Simple Steps to Keep Your Horses Safe on Fireworks Night
Fireworks are the bane of all horse owners, and many struggle to keep their animals safe during the noisy annual nightmare that is Guy Fawkes Night.
November 5 is fast approaching, with the annual “Night of Fireworks” commemorating “the gunpowder plot” in 1605, when an attack on King James I was thwarted.
An investigation last year by the British animal welfare association Blue Cross found that 73% have prepared their horses for fireworks, 51% formulate a plan with the construction site. The preparations involved putting them in a stable early, playing music and distracting them with food. Some owners have also used prescribed medications and herbal remedies.
But 35% of those who responded reported accidents resulting directly from fireworks, several detailing how their horses had lost their lives.
“Fireworks are a loud, bright blast to your horse’s senses and can be unsettling at best and utterly terrifying at worst,” said Clare Bevins, veterinary supervisor at Blue Cross in Burford.
“Try to plan ahead to keep all your pets safe during fireworks season. It is also important to behave as normally and calmly as possible with them so that they do not feel any discomfort.
Earlier this year, a study in Europe find detomidine gel could be a useful tool to relieve anxiety in horses during fireworks. Detomidine, an alpha-2 adrenergic receptor agonist drug, is used during minor surgeries on the standing horse, and is also used to enable management tasks such as shearing, farriery, dentistry and dressing.
There are several things horse owners can take to relieve stress, and the Blue Cross equestrian team has put together the following tips for owners and grooms:
• Try to make sure that fireworks are not set off near your horse’s meadow or stable. Watch for local exhibit plans and tell neighbors and local fireworks organizers that there are horses nearby so they can make sure the fireworks are set off well away from them.
• Anyone planning an exhibition in a rural area should notify neighboring farmers in advance.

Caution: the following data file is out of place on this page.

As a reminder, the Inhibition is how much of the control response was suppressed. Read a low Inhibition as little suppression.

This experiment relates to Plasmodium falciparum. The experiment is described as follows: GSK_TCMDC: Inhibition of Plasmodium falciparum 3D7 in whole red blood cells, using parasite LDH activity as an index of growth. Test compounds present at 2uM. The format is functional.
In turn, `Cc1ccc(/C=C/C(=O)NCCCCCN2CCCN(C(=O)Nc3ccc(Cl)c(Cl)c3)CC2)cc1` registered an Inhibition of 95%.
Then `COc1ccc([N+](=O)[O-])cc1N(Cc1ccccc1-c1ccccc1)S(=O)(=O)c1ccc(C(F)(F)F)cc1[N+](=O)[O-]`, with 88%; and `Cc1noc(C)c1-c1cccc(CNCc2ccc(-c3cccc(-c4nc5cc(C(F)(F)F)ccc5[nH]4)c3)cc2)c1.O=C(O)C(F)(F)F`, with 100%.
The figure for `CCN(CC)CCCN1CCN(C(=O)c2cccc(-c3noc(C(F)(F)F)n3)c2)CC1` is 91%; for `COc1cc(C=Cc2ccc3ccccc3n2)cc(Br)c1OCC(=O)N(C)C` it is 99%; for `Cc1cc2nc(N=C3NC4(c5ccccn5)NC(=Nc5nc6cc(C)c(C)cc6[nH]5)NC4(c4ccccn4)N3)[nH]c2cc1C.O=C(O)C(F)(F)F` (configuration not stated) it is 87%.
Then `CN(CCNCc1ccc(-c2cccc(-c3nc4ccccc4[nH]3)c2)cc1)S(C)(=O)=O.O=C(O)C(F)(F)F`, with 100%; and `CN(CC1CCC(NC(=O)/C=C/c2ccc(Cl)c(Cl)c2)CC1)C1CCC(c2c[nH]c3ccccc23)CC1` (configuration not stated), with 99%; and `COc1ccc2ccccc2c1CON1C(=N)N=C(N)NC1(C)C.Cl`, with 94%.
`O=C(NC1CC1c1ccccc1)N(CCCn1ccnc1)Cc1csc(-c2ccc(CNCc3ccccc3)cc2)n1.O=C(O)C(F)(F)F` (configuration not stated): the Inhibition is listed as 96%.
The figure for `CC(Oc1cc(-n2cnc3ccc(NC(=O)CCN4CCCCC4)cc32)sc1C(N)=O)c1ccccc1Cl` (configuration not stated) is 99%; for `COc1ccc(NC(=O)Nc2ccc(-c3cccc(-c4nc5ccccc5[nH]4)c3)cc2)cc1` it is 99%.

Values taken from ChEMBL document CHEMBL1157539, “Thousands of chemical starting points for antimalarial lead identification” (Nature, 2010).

• Your horse will do best in a familiar environment, keeping its normal routine and with its usual companions during fireworks season.
• If your horse is usually boxed, keep it in the box. Do a full stable check for anything that could cause an injury, such as protruding nails, before you leave them.
• If they are normally outside on the field, keep them there as long as the field is safe, secure and away from fireworks areas.
• If you know that fireworks will be fired near your horse, make sure you or someone with experience stays with them. This way you can observe your horse’s behavior and make sure that he stays safe and as calm as possible. It also means that you can react quickly if your horse gets angry.
• Try to stay calm and positive during all displays, as horses may feel uncomfortable in people and if you are concerned that your horse’s fear will worsen.
• If your horse does not like loud or sudden noises or has been worried about fireworks in the past, talk to your veterinarian before the start of fireworks season or consider move them for the night.
• Be careful yourself. Try not to be embarrassed if your horse jumps, as you could injure yourself.
• Never run the risk of driving when you think fireworks might be set off.
• If you must leave your horse in the care of another person during a fireworks display, leave clear instructions and contact information for you and your veterinarian in case of a problem.
• If there has been an exhibit near your stable, yard or field, check the area for used fireworks pieces and put anything that could be dangerous to your horse in the bin.